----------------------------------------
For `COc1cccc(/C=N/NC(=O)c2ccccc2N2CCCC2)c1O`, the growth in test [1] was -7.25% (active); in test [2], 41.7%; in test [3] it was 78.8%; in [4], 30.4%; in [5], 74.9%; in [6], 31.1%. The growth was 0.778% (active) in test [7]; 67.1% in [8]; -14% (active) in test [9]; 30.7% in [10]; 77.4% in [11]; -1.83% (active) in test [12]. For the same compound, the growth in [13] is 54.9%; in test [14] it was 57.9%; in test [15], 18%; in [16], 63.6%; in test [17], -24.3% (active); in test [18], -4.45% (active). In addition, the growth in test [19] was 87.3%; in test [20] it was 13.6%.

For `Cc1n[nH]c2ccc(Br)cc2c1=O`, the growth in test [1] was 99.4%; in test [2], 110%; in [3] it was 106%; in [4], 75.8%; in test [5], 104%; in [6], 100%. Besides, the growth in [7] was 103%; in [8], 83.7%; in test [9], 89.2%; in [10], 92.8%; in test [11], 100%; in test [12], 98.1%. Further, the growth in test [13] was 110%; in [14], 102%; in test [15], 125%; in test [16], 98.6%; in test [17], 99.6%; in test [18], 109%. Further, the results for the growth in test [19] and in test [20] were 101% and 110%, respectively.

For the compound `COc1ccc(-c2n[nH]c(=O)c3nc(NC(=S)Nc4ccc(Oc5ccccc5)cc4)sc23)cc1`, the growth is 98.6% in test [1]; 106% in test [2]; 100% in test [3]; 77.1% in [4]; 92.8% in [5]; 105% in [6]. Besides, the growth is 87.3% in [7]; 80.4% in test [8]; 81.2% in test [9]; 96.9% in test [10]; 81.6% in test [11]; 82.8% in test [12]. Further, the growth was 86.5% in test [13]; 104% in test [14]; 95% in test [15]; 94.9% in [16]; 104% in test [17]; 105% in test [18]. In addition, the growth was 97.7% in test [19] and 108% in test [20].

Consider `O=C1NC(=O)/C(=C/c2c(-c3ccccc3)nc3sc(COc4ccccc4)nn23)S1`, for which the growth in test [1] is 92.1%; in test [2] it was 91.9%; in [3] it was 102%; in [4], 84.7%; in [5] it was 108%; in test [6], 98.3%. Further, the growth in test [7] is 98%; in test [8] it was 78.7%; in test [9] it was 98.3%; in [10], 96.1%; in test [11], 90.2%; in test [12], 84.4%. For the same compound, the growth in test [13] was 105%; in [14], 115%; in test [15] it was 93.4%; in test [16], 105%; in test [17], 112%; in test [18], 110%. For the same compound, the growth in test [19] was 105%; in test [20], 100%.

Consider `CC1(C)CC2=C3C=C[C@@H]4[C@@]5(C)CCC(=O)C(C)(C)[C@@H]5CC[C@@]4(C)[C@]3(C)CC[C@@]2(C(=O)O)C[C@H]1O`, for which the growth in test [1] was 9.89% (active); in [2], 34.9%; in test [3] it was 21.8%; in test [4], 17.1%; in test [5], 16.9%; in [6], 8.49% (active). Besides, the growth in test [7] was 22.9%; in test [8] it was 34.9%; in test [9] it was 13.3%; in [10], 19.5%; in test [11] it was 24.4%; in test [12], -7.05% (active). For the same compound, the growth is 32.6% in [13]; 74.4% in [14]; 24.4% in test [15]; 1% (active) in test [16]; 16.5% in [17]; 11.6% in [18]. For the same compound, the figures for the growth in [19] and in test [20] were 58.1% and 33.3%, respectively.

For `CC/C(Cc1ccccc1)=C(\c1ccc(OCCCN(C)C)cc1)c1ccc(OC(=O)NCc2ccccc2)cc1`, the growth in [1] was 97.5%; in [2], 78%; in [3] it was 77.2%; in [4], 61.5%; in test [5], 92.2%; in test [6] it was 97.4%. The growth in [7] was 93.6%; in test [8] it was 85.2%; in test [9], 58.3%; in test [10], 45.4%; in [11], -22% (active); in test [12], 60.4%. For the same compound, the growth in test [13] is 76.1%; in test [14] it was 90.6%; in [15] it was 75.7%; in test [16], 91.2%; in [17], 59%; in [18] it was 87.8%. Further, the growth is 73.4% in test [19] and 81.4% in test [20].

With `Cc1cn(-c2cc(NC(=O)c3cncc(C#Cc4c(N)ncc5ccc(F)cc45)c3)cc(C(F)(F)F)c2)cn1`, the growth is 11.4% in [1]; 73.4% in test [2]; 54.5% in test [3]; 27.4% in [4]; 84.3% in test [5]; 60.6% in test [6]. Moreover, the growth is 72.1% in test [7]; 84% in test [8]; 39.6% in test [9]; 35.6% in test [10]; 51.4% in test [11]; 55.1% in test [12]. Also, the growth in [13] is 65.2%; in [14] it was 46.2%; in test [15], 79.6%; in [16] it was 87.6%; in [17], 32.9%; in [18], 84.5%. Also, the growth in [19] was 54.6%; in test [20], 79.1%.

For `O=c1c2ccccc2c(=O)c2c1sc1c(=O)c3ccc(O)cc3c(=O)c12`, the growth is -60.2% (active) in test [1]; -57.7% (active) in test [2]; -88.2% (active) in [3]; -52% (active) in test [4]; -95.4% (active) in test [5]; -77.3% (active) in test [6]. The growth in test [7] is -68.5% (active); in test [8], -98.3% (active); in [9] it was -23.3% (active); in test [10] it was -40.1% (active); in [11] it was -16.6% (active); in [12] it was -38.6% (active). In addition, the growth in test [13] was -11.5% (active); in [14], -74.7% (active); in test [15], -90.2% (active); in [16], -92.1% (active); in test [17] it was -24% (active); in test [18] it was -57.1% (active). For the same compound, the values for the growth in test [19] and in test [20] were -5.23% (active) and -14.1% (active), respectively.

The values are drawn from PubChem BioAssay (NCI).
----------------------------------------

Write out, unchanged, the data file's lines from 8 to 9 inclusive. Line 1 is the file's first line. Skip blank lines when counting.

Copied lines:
For `O=c1c2ccccc2c(=O)c2c1sc1c(=O)c3ccc(O)cc3c(=O)c12`, the growth is -60.2% (active) in test [1]; -57.7% (active) in test [2]; -88.2% (active) in [3]; -52% (active) in test [4]; -95.4% (active) in test [5]; -77.3% (active) in test [6]. The growth in test [7] is -68.5% (active); in test [8], -98.3% (active); in [9] it was -23.3% (active); in test [10] it was -40.1% (active); in [11] it was -16.6% (active); in [12] it was -38.6% (active). In addition, the growth in test [13] was -11.5% (active); in [14], -74.7% (active); in test [15], -90.2% (active); in [16], -92.1% (active); in test [17] it was -24% (active); in test [18] it was -57.1% (active). For the same compound, the values for the growth in test [19] and in test [20] were -5.23% (active) and -14.1% (active), respectively.

The values are drawn from PubChem BioAssay (NCI).